Sorry I’ve been a bit quiet recently and only seem to be posting reviews lately – my cat went missing for a few weeks and I have not altogether been feeling myself! I am hoping to take lots more pics, and visit lots more places as we move into Spring! For now, here’s my review of Davinci Code at the Belgrade Theatre this week!
Firstly, a little bit about my evening! I got a cab into town first to meet my friend for some dessert over the road (there are tons of restaurants and dessert options in the area, including a bar within the Belgrade itself.) I thought I’d make a little effort and dress up to make myself feel better! We indulged in chocolate heaven, before heading in to catch the start of the play!
I feel the need to mention, I am not going to be reviewing The Da Vinci Code as a text because that isn’t productive! It’s a 2006 best-selling book that definitely prompted mixed opinions which I won’t entertain at this time! What I will be talking about is how the book was translated to the stage and how well it went.
In terms of stage production, I absolutely could not fault it. The visuals were very fitting and the use of modern technology was incredibly well done. The performances from all the actors were really polished too – it was clearly a high-budget play with a well-thought out sequence of visuals that successfully made you understand where you were in the world with minimal context (the joys of well-made theatre!)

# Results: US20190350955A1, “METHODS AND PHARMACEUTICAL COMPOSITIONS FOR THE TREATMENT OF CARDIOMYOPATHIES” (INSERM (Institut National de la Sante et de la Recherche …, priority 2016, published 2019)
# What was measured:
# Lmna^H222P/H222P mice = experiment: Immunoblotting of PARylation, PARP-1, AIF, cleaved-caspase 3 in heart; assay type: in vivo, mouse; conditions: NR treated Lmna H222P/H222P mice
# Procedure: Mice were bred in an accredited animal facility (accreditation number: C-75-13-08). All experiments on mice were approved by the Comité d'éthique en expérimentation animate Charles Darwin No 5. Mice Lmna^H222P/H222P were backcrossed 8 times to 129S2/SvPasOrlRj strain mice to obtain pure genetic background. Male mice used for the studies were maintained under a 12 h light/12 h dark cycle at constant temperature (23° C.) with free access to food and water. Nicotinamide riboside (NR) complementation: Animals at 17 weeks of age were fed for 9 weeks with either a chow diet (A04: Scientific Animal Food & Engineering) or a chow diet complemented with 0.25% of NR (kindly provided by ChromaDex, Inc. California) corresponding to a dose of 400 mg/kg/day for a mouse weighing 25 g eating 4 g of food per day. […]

My friend pointed out to me that Danny John Jules was in Red Dwarf all those years ago, and I barely recognised him (seeing as he wasn’t dressed like Cat… ) I was altogether really swept away by his performance in particular – his characterisation of Sir Leigh Teabing made the character so lovable and made the audience warm to him.
I must admit, I don’t remember much of the book but to me it felt like the stage production brought the mid-00’s text sharply into the 21st Century, by making sure the protagonists (Robert Langdon and Sophie Neveu) shared an equal stage presence and they tackled each clue on the way together (rather than all within the male protagonist’s head.)
I also need to mention that despite the book’s seemingly obvious riddle (and me having read the book, knowing the solution to the crypt-ex) the play did go some way to explain why the scholarly main characters didn’t solve it immediately. The frantic pacing of the play really captured the rushed feeling of someone who was on the run, and thus so absorbed by the chase and their own complex and deep understanding of symbols, that they couldn’t work out what ultimately was a very simple solution.
Overall, the play was much more enjoyable than the book or film adaptation, and I’d recommend it to anyone who either is too young to remember the story and so can revel in the suspense, or someone who wants a new retelling of the story in a much better way.
The Da Vinci Code is on at tour until November and is at the Belgrade until 26th February 2022.